Situated at the top of the Nilachal Hill at about 800 feet above sea level is the sacred shrine of Goddess Kali, as Kamakhya, the most important temple in Assam and one of the most powerful and venerated in all of India. The temple complex comprises many other smaller temples dedicated to other goddesses as well as housing all the people connected with them and has a beehive shaped structure that is a fine example of Assamese architecture. There are also five temples of Lord Shiva, each belonging to a different incarnation, and three temples of Lord Visnu.
The ancient shrine is one of the three most important tantric temples in India and is home to one of the fifty-one Shakti Peethams (according to legend, after Shakti and her consort Lord Shiva were snubbed by her father she sacrificed herself and her body, cut into fifty-one pieces, was scattered over India). The temple has an underground natural cave that enshrines the Shakti Peetham from which a spring flows.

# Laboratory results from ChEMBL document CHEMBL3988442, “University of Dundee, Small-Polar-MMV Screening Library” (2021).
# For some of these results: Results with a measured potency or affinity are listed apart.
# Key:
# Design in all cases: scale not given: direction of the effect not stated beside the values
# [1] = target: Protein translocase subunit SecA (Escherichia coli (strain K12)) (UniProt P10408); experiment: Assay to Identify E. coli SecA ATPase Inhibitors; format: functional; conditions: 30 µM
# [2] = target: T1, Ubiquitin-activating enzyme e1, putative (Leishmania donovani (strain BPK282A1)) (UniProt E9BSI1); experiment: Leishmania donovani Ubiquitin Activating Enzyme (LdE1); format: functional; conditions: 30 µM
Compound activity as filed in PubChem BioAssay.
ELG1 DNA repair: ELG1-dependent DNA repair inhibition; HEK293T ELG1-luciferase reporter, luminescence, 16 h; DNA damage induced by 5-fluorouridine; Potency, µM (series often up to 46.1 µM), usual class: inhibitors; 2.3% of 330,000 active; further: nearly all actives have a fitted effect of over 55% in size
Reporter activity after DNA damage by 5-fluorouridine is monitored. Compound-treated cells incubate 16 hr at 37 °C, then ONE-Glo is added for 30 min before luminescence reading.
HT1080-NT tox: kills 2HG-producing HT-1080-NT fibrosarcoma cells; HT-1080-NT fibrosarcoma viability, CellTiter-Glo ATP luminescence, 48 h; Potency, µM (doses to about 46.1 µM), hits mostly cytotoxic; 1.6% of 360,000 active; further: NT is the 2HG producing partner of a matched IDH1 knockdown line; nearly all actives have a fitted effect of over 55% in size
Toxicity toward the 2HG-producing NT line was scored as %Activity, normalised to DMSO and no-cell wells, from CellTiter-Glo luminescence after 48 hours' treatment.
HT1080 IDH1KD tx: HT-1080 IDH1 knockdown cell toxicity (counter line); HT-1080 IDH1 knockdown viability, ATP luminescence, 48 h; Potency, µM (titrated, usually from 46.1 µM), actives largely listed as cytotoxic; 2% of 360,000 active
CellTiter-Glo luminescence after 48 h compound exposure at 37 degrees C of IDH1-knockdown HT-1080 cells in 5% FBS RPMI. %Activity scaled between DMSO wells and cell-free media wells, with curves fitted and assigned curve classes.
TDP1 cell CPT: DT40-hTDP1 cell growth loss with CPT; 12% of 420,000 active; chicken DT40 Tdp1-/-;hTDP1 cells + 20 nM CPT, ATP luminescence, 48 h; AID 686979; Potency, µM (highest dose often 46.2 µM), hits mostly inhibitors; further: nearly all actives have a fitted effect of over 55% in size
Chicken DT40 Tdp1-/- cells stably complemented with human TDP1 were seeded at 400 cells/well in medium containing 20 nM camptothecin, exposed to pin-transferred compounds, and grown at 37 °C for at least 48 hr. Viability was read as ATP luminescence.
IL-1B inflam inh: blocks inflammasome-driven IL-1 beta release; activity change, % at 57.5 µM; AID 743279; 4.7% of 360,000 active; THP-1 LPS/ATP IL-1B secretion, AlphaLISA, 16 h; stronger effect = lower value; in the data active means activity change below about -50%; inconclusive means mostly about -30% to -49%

King Nara Narayana of Koch Bihar built the present structure in the 17th century after Muslim invaders destroyed the original in the 1500s.
In addition to the daily puja (offering) made to the Goddess Devi Kamakhya a number of other special pujas are also held during the year. The temple is especially busy during the unique Ambubashi fair (mid-June), Durga Puja celebrations (September to October) and the Deodhani festival in mid-August.
The temple is a mark of identity for Assam and nothing important is carried out, like a marriage or students sitting for important exam, without devotees offering prayers at this temple first. People with unfulfilled desires, childless couples and those who want to recover from illness also visit and ask for help. The walkway to the temple has rows of shops selling pictures of different gods and goddesses, devotional CDs and prayer beads. Before entering the temple compound, which is always crowded with hundreds of devotees waiting for attention, visitors must wash their feet and cleanse themselves.